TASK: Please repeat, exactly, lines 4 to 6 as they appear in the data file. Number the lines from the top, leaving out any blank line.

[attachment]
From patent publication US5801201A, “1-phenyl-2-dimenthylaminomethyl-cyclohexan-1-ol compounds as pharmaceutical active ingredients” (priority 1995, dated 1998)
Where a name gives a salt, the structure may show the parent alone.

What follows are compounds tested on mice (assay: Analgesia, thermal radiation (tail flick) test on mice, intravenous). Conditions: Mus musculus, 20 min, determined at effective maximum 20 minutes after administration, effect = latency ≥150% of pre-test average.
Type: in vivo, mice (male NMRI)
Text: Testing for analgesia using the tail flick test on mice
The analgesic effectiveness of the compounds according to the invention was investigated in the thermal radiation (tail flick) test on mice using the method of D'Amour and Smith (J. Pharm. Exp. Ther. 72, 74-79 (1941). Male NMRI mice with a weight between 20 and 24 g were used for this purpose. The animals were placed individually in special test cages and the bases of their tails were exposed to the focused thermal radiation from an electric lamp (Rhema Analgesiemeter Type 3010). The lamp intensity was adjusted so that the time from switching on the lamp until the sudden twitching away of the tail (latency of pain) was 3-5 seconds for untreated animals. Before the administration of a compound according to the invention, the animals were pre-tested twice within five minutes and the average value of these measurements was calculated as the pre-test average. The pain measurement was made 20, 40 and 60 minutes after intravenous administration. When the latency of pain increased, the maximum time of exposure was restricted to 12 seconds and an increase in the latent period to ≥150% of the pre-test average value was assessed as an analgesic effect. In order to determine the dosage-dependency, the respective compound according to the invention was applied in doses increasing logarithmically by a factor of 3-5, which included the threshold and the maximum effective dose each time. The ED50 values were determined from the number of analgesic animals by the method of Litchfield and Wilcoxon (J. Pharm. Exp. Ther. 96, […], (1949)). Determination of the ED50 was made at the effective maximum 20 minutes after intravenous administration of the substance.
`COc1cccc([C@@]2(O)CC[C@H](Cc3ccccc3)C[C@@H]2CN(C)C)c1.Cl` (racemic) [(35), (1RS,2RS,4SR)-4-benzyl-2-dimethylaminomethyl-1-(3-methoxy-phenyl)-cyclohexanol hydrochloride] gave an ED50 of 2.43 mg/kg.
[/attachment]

Type: in vivo, mice (male NMRI)
Text: Testing for analgesia using the tail flick test on mice
The analgesic effectiveness of the compounds according to the invention was investigated in the thermal radiation (tail flick) test on mice using the method of D'Amour and Smith (J. Pharm. Exp. Ther. 72, 74-79 (1941). Male NMRI mice with a weight between 20 and 24 g were used for this purpose. The animals were placed individually in special test cages and the bases of their tails were exposed to the focused thermal radiation from an electric lamp (Rhema Analgesiemeter Type 3010). The lamp intensity was adjusted so that the time from switching on the lamp until the sudden twitching away of the tail (latency of pain) was 3-5 seconds for untreated animals. Before the administration of a compound according to the invention, the animals were pre-tested twice within five minutes and the average value of these measurements was calculated as the pre-test average. The pain measurement was made 20, 40 and 60 minutes after intravenous administration. When the latency of pain increased, the maximum time of exposure was restricted to 12 seconds and an increase in the latent period to ≥150% of the pre-test average value was assessed as an analgesic effect. In order to determine the dosage-dependency, the respective compound according to the invention was applied in doses increasing logarithmically by a factor of 3-5, which included the threshold and the maximum effective dose each time. The ED50 values were determined from the number of analgesic animals by the method of Litchfield and Wilcoxon (J. Pharm. Exp. Ther. 96, […], (1949)). Determination of the ED50 was made at the effective maximum 20 minutes after intravenous administration of the substance.